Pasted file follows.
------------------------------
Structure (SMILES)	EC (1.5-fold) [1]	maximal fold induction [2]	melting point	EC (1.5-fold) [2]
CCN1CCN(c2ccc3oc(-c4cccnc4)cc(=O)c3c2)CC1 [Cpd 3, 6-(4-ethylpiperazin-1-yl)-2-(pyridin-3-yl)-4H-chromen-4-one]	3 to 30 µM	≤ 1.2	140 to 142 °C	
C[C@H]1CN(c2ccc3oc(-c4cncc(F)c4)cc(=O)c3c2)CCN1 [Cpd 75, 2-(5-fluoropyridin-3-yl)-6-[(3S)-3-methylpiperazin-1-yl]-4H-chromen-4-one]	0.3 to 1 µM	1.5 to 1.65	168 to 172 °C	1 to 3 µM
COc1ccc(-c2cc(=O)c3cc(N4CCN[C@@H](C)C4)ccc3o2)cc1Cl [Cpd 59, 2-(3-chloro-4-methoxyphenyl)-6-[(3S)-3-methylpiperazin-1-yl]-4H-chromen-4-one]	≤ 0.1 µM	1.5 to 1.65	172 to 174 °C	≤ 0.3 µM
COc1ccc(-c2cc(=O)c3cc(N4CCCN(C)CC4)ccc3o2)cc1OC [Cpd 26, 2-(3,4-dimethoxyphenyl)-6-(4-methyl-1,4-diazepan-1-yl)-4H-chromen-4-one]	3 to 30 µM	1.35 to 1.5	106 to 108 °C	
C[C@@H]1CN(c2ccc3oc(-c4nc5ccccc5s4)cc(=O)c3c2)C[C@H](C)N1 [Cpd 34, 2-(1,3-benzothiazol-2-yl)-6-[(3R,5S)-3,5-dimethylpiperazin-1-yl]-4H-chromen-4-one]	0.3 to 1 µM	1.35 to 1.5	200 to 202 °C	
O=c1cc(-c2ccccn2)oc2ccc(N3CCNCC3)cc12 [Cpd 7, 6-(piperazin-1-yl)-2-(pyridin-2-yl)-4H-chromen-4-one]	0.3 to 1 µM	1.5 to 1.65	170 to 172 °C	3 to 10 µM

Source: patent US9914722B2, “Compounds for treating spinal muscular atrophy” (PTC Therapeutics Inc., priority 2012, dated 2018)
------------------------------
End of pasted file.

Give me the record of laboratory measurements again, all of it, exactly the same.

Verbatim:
Structure (SMILES)	EC (1.5-fold) [1]	maximal fold induction [2]	melting point	EC (1.5-fold) [2]
CCN1CCN(c2ccc3oc(-c4cccnc4)cc(=O)c3c2)CC1 [Cpd 3, 6-(4-ethylpiperazin-1-yl)-2-(pyridin-3-yl)-4H-chromen-4-one]	3 to 30 µM	≤ 1.2	140 to 142 °C	
C[C@H]1CN(c2ccc3oc(-c4cncc(F)c4)cc(=O)c3c2)CCN1 [Cpd 75, 2-(5-fluoropyridin-3-yl)-6-[(3S)-3-methylpiperazin-1-yl]-4H-chromen-4-one]	0.3 to 1 µM	1.5 to 1.65	168 to 172 °C	1 to 3 µM
COc1ccc(-c2cc(=O)c3cc(N4CCN[C@@H](C)C4)ccc3o2)cc1Cl [Cpd 59, 2-(3-chloro-4-methoxyphenyl)-6-[(3S)-3-methylpiperazin-1-yl]-4H-chromen-4-one]	≤ 0.1 µM	1.5 to 1.65	172 to 174 °C	≤ 0.3 µM
COc1ccc(-c2cc(=O)c3cc(N4CCCN(C)CC4)ccc3o2)cc1OC [Cpd 26, 2-(3,4-dimethoxyphenyl)-6-(4-methyl-1,4-diazepan-1-yl)-4H-chromen-4-one]	3 to 30 µM	1.35 to 1.5	106 to 108 °C	
C[C@@H]1CN(c2ccc3oc(-c4nc5ccccc5s4)cc(=O)c3c2)C[C@H](C)N1 [Cpd 34, 2-(1,3-benzothiazol-2-yl)-6-[(3R,5S)-3,5-dimethylpiperazin-1-yl]-4H-chromen-4-one]	0.3 to 1 µM	1.35 to 1.5	200 to 202 °C	
O=c1cc(-c2ccccn2)oc2ccc(N3CCNCC3)cc12 [Cpd 7, 6-(piperazin-1-yl)-2-(pyridin-2-yl)-4H-chromen-4-one]	0.3 to 1 µM	1.5 to 1.65	170 to 172 °C	3 to 10 µM

Source: patent US9914722B2, “Compounds for treating spinal muscular atrophy” (PTC Therapeutics Inc., priority 2012, dated 2018)